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Humbug, a loggerhead sea turtle, is prepared for release.

For millions of years, sea turtles have been nesting on beaches and swimming across oceans. Today on World Sea Turtle Day, we want to highlight these beautiful reptiles and encourage you to help them survive and thrive. There are six species of sea turtle in the United States, five of which are found locally:

If you have ever seen a sea turtle nest on the beach, chances are it belonged to a loggerhead! This is the most common sea turtle found in and around the United States. Though they are listed as threatened under the Endangered Species Act, they are the only sea turtle species not listed as endangered.

Green sea turtles were named for the color of their body fat! Young greens feed on crabs, jellyfish and other creatures. As they become adults, they transition to an herbivorous diet, primarily eating sea grasses and algae.

Leatherbacks are unmistakably huge, ranging from 500 to 1,500 pounds with an average length of six feet. Unlike other sea turtles, their shell is not covered with scales or shields; rather a firm, leathery skin that gives them their name.

Kemp’s ridley
The world’s smallest, rarest and most endangered sea turtle species. Most Kemp’s are only 85–100 pounds and about two and a half feet long when fully grown.

This small, agile sea turtle is small and has a strikingly colorful carapace covered in thick, bony plates. Unfortunately, hawksbill turtles are still popularly used in Asian countries to make jewelry, home decorations and other ornaments despite their international protected status.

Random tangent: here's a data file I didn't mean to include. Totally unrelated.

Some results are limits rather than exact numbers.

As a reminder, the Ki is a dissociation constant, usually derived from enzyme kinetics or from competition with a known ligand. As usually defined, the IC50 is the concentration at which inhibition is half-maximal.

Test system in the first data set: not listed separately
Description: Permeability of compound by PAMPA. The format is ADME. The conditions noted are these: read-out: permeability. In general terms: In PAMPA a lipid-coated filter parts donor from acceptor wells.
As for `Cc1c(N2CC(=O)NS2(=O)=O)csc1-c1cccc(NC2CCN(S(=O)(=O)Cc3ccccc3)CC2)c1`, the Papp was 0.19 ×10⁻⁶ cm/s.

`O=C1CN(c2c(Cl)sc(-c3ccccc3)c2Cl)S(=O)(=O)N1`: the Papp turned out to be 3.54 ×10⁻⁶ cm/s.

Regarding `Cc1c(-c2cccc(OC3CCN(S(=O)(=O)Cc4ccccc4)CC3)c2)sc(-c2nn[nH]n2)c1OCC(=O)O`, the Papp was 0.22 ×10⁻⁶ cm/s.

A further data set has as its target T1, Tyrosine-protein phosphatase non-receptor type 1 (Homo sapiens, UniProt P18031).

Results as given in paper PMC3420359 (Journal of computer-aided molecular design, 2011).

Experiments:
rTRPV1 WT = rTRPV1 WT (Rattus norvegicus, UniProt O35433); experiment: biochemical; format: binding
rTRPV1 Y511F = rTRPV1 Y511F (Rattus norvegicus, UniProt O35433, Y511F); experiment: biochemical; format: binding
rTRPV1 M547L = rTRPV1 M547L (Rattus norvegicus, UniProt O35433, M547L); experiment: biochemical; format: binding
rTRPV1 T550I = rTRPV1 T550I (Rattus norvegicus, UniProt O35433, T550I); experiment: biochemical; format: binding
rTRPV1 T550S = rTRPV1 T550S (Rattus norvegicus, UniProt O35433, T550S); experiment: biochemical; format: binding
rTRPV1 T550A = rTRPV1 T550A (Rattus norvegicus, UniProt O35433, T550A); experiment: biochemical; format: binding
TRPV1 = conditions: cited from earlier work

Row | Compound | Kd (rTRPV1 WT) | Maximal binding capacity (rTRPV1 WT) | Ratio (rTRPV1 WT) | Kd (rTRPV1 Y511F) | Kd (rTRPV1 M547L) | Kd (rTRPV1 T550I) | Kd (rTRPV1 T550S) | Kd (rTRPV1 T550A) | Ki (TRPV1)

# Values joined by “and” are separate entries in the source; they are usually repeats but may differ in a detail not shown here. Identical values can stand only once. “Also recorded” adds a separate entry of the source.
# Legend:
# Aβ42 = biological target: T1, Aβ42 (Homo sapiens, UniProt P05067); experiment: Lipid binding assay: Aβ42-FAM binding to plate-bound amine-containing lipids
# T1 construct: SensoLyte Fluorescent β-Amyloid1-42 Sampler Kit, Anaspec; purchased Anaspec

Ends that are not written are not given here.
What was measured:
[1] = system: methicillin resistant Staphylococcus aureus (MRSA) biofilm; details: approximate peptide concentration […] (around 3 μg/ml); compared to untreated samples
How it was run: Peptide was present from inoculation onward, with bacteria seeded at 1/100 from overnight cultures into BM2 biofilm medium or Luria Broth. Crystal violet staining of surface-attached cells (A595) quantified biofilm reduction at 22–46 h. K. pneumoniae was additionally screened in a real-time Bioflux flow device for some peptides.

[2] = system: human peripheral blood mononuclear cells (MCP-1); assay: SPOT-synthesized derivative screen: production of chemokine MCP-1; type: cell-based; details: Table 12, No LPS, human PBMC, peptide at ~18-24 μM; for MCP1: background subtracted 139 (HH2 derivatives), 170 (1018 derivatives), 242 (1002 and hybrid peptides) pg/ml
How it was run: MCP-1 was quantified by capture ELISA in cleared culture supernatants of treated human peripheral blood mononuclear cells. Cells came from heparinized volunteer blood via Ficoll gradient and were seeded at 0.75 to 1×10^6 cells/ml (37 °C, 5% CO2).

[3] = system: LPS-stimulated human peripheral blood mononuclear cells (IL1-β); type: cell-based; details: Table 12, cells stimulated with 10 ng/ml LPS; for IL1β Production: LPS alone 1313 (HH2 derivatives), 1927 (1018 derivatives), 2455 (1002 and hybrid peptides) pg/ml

Olive ridley
This species of sea turtle is not found off Florida’s coasts. They are extremely small and are named for the olive-green color of their skin and shell.

The sea turtle’s life cycle is extraordinary. During the summer when the weather and sand are warm, the gravid female returns to the beach where she hatched to lay her eggs. She crawls up the shore to find a nesting spot high above the water mark, then, using her flippers, digs a nest for 100 eggs or more! After about two months incubating in the warm sand, the hatchlings break out of their eggs almost in unison. They follow the reflection of the moon down the beach into the ocean. By hatching and moving at the same time, these tiny turtles overwhelm awaiting predators.

Between 40,000 and 84,000 sea turtles hatch each year along Florida’s coasts. You can help them by making sure their transition into the ocean is an easy one:

  • If you see a turtle nest, leave it alone! They are protected by federal and state law.
  • Turn out the lights near nesting beaches to prevent disorientation for the hatchlings trying to make their way to the water.
  • Their trek to the ocean is much smoother with a clear path—remove everything you brought with you to the beach and fill in any holes you dug. Better yet, remove any trash you find lying around, even if it’s not yours.
  • Sea turtles have a much better chance at life if we do our part to keep the ocean clean. Be mindful of the waste you produce and avoid single-use plastic items like straws and shopping bags.

Our Sea Turtle Healing Center staff and volunteers work tirelessly to care for ill and injured sea turtles found in Brevard County and beyond. This facility provides patients with the veterinary care, nutritious food and rest they need to rehabilitate and, in many cases, return to the sea. Since opening in 2014, we have released 40 sea turtles back into the ocean and Indian River Lagoon! Necropsies (animal autopsies) are performed on those who don’t make it so we can develop a better understanding of the threats facing local sea turtles and how to address those issues.

Sea turtles are a wondrous group of animals full of intelligence, personality and history! Join us tomorrow (Saturday, June 17) from 10 a.m. to 3 p.m. as we celebrate World Sea Turtle Day with turtle-themed games and activities and representatives from local conservation organizations.